Social media / October 30, 2018

Social media: fear of missing out (FOMO) and what to do about it

Nimmi Kanji

Nimmi Kanji

Director - Social Purpose Programs, For Good and TELUS Wise

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I recently heard about “Offline October,” an initiative led by four high school students in Denver, Colorado. The teens are encouraging fellow students across America and internationally to disconnect from social media for the month. Their objectives are to shed light on mental health and the impact of device dependency, and also to encourage teens to make more time for meaningful face-to-face conversation and social events.

In light of Offline October, and in an effort to continue the dialogue following World Mental Health Day, this post explores the concept of FOMO, short for “fear of missing out” – a bias belief that can come about because of social media.

What is FOMO?

When was the last time you saw a social media post of a child throwing a tantrum? Or a picture of a house in desperate need of repair? Or a Thanksgiving family dinner gone bad? Or a selfie taken on a bad hair day?

If your social media feed is anything like mine, I’d wager that you don’t often come across many images exposing life in disarray, or even as simply ordinary. Instead, a typical social media feed is often filled with perfect pictures – romantic portraits of couples in love, sweet-as-a-button babies with oversized flowers in their wispy hair, fit and fabulous friends running marathons, fancy dinners out and exotic vacations.

Unfortunately, this steady stream of picture-perfect-posts can sometimes leave people feeling like they just don’t measure up. In addition to feelings of discontent, the often false reality that is portrayed on social media can leave you feeling concerned that you’re missing out on the glories that life has to offer – that is, the fear of missing out, or FOMO. Read our fact sheet to learn more about the relationship between screen time and well-being.

What is the impact of this one-sided (and often unrealistic) portrayal of life?

FOMO can compel people to compete with these feelings of inadequacy by posting content and perfect snapshots of themselves and their lives, with the goal of garnering likes and complimentary comments. This perpetuates the cycle of social media envy, leaving you worrying that your life isn’t comparable to what is portrayed online.

Tweens and teens in particular often fall victim to FOMO. Youth seek validation from their peers and can become consumed by this feeling, falling into the trap of over checking social media (even in the middle of the night) to stay on top of what others are posting and how friends are responding to their posts. Youth may even delete a picture or video if it doesn’t generate sufficient likes or comments.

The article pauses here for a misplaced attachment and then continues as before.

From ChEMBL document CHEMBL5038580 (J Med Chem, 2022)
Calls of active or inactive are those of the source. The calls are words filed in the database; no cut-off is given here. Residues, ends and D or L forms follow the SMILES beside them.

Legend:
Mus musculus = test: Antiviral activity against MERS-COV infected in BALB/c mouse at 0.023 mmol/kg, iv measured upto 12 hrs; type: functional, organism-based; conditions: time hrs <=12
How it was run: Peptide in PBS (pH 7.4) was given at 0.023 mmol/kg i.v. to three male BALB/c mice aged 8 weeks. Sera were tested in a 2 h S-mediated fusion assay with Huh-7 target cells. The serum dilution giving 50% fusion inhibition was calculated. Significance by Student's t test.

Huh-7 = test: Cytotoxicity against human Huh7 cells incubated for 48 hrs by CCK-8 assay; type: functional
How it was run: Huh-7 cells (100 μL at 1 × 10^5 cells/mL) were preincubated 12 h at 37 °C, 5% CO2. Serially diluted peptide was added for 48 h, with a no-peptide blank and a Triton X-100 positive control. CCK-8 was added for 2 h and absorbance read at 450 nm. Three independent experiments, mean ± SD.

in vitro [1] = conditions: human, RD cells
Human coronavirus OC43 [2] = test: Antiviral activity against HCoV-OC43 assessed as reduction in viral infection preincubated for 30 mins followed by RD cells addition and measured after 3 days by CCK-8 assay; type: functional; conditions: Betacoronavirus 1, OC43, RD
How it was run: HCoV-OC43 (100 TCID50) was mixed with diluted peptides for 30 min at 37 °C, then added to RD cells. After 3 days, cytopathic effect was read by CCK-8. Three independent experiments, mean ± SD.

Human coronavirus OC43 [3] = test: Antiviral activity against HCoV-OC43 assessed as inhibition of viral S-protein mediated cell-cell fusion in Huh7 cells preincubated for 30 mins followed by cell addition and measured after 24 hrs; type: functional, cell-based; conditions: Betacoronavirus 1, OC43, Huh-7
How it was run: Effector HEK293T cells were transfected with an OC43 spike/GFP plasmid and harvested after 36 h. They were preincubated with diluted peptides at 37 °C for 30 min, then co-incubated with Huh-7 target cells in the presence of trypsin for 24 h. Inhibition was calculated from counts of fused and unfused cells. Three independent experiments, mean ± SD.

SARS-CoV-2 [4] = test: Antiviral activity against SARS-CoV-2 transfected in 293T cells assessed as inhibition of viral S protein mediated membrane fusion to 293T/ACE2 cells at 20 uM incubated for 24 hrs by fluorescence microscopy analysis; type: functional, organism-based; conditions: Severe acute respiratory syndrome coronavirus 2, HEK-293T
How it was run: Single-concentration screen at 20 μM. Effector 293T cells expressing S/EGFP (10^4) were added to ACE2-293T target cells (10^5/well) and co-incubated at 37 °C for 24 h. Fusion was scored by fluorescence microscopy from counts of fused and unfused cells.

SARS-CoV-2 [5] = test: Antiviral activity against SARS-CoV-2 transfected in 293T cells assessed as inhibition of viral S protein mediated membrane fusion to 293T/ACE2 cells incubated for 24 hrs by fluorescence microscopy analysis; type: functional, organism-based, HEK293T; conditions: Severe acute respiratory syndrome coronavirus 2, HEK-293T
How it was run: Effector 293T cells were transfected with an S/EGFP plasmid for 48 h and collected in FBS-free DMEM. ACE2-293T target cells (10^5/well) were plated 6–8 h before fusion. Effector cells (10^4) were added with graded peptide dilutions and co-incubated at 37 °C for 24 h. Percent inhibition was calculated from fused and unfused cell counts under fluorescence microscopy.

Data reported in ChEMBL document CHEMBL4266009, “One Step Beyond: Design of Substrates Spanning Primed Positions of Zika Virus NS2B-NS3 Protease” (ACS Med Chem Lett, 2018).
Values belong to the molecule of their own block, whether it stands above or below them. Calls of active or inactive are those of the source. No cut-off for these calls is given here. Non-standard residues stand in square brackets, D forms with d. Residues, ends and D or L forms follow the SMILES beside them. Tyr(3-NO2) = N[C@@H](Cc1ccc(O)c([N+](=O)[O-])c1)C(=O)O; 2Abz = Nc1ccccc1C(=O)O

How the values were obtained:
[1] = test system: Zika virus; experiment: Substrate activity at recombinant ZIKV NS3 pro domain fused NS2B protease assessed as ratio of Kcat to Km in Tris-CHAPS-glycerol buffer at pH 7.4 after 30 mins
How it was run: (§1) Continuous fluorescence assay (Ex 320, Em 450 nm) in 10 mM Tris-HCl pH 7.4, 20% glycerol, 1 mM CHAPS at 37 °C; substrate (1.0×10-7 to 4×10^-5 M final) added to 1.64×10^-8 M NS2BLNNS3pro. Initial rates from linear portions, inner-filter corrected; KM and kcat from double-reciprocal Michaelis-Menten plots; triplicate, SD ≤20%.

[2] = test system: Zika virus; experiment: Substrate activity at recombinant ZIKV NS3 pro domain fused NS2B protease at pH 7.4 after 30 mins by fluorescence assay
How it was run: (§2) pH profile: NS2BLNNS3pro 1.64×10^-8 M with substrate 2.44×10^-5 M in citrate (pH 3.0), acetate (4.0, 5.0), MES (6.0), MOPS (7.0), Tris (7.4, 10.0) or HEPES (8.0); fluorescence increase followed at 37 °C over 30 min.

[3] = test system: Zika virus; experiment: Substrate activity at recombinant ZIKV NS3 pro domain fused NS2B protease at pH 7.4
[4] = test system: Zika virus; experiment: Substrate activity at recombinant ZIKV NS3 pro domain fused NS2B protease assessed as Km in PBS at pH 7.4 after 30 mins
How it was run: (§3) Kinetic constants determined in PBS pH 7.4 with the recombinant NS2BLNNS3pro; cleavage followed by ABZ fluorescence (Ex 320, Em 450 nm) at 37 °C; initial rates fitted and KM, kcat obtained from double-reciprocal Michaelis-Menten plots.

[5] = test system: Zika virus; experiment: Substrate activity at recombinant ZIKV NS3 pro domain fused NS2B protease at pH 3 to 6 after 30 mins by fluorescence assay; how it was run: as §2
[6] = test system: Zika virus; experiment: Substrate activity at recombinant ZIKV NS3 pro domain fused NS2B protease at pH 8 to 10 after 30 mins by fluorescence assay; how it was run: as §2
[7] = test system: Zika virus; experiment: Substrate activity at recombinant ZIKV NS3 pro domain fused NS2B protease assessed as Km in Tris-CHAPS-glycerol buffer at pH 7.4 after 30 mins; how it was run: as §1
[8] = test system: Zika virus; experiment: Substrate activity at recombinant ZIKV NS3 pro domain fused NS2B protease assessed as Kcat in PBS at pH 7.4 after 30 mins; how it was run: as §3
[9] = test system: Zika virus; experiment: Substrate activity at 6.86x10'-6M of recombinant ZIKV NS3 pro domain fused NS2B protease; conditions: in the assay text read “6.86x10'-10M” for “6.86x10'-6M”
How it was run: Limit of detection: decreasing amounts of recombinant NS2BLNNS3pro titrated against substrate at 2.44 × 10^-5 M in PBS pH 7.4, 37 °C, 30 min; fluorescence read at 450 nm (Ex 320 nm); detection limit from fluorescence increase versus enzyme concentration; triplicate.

If you experience FOMO, here are some tips to help:

  1. Recognize that social media content is carefully curated: people tend to use social media as a highlights reel. Just like you can’t judge a book by its cover, you can’t assume that what you see on social media is the full story. Let the passing of Kate Spade and Anthony Bourdain serve as a reminder that what you see on the outside (success, fame, money) isn’t necessarily the big picture.
  2. Practice gratitude: rather than focusing on what you don’t have, focus on the things in your life that give you reason to be grateful and/or happy. Research has shown that mindful gratitude positively impacts one’s feelings and overall mental well-being.
  3. Use social media to spread positivity and kindness: share inspiring stories, quotes, videos, and follow others who share similar content.  Most importantly, don’t be afraid to unfollow or even unfriend people who share content that makes you feel unworthy.
  4. Seek out authentic, offline connections: rather than using social media to check in on friends and family, pick up the phone and have a live conversation! Even better, make a plan to meet in person. Scrolling through carefully curated social posts simply isn’t as rewarding as an authentic, meaningful conversation.
  5. Manage screen time: a ‘digital detox’ can be a powerful thing, and something that we advocate for in our guide, “Helping our kids navigate our digital world.” If the thought of Offline October and being disconnected for an entire month is too much, consider taking baby steps. Refer to these two resources, developed in partnership with MediaSmarts, for tips: “Managing screen time in your home” (for parents) and “Dealing with digital stress” (for youth).

At the end of the day, social media is a wonderful tool to help document and share milestones, celebrate achievements and even shamelessly boast a new hairstyle or outfit, but don’t forget to step back and appreciate the authentic world around you.

Mental health
Screen time
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